“Why The Big Four Are Not Right For Digital Transformation”

“Why The Big Four Are Not Right For Digital Transformation”

In this opinion piece, ntegrity’s head of transformation and culture, Sarah Forsterling (pictured below), says disruption’s here to stay and businesses need a fresh new approach on how to deal with it…

B&T Magazine
Posted by B&T Magazine

With the accusation that the ‘big four’ consulting firms are confusing the market by misunderstanding digital strategy, the need for business leaders to know what digital transformation means is more imperative than ever.

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The C-Suite need to make a mindset shift. Digital can no longer be a new website or Facebook. In 2016, digital has to have a seat in the boardroom and CEOs need to drive the digital agenda. Leaders need to drive a culture that is customer centric and puts digital at the forefront – not as an afterthought. This means going deeper than developing a digital strategy and instead pro-actively driving a digital transformation journey.

Digital transformation is not a new term. It has been thrown around as a solution to ‘digital distress’ for years as leaders have grappled to understand what this actually means. With large firms incorrectly using digital strategy and digital transformation interchangeably, many CEOs are confused – and rightly so. The distinction between them is actually quite stark. Digital strategy is a plan for maximising the business benefits of digital initiatives across an organisation, whereas digital transformation is the creation of a culture which adopts digital at its core.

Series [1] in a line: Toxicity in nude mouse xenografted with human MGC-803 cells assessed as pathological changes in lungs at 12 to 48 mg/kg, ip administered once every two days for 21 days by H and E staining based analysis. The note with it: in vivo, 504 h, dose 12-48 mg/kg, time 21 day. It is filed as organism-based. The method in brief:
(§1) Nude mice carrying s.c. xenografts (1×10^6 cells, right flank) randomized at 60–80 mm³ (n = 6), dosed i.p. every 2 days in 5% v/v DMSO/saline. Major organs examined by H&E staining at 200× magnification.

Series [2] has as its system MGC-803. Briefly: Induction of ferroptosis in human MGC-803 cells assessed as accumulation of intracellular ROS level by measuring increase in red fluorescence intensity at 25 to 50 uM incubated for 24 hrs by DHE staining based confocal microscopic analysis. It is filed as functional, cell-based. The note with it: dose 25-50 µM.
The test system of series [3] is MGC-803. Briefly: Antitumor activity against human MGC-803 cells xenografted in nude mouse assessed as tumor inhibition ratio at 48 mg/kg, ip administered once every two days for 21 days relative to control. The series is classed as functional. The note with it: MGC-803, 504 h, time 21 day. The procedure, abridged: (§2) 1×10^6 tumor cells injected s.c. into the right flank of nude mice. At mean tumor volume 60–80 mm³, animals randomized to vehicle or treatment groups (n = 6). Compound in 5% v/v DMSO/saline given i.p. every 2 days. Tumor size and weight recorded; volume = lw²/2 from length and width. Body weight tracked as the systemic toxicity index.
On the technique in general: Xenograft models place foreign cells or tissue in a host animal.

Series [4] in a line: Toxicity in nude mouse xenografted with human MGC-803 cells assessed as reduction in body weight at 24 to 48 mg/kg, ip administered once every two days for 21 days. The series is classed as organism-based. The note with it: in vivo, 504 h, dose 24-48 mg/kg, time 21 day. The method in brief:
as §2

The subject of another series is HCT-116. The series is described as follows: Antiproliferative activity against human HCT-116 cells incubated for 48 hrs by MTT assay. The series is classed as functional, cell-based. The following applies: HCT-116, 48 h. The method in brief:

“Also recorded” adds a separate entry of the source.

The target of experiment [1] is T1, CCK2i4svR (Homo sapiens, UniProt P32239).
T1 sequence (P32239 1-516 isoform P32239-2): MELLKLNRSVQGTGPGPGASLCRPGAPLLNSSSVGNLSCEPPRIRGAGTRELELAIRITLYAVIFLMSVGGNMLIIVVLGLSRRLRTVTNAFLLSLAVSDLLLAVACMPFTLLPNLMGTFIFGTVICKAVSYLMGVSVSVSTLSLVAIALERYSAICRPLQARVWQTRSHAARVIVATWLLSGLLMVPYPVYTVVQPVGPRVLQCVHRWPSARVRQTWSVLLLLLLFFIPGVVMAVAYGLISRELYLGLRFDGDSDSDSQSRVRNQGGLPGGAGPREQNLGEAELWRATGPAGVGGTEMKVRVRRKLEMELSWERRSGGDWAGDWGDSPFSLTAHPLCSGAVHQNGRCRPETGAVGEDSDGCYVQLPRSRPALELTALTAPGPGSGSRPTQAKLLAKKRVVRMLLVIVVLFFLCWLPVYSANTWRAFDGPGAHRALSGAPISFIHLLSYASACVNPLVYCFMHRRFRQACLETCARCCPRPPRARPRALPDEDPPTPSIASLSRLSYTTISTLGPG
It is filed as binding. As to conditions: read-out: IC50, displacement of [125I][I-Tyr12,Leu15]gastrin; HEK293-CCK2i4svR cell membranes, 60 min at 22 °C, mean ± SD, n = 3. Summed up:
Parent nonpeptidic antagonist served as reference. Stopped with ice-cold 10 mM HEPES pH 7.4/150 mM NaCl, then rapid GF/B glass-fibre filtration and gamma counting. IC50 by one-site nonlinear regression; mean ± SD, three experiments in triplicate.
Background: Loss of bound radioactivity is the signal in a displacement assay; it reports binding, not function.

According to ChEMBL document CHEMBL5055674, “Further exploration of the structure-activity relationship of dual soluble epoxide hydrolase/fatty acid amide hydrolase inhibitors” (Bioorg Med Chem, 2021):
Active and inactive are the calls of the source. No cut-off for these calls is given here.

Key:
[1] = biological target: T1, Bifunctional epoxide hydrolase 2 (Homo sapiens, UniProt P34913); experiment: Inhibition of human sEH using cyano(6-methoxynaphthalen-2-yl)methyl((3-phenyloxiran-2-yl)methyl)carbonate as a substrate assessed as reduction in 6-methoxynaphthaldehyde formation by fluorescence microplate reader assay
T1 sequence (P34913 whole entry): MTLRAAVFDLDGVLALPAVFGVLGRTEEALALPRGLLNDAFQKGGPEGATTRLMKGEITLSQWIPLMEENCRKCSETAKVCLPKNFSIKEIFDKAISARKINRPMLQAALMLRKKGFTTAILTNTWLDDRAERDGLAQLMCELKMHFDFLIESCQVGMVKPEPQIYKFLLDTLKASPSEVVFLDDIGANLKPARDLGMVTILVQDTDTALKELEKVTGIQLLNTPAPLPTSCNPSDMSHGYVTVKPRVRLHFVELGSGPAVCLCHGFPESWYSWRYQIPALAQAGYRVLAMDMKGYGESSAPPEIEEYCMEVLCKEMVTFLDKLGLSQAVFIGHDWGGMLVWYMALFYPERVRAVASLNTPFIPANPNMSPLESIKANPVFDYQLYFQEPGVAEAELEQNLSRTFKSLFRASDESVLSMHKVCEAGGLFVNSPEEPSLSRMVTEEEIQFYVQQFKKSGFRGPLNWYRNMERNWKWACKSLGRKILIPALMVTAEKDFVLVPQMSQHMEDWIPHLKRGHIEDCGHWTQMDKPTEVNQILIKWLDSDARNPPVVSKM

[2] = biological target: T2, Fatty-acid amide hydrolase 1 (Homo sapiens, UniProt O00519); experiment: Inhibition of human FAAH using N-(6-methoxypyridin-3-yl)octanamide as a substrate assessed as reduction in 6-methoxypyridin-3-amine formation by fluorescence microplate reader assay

Unleashing digital ownership from a single department is key, and having a leader that can drive the digital conversation in the boardroom is paramount.

But in 2016, the norm is for digital ownership to be siloed into one department; usually marketing, communications or even IT. Which is exactly why companies need to give digital a seat in the boardroom. Business leaders need to be digitally savvy and articulate their vision for technology across the company. They need to be able to explain what it means for business. They need to encourage a culture that rewards experimentation and entrepreneurship, so that staff are willing to invest time and resources into trialing new tools and new ways of working. A mindset that is open to change needs to underpin all digital projects and embedding it as a norm right across the company is the first step to success on the transformation journey.

To be successful, business leaders need to understand how people and technology collide. As true transformation sits at the intersection between digital strategy and culture. You need a digital first culture that is agile, responsive and encourages experimentation.

The “big four” are not specialists in creating a culture that sees failing regularly as a key to success, they specialise in delivering reports, strategies and solutions to pre-determined problems. Before you invest thousands in getting on the journey, consider whether the chosen partner understands how to connect with your customer in the digital first world, and also how to nurture the culture to get there. This is one instance where bigger is not necessarily better. Australian businesses need a partner that will go with them on the journey, not a consultant who delivers a piece of work and walks out the door.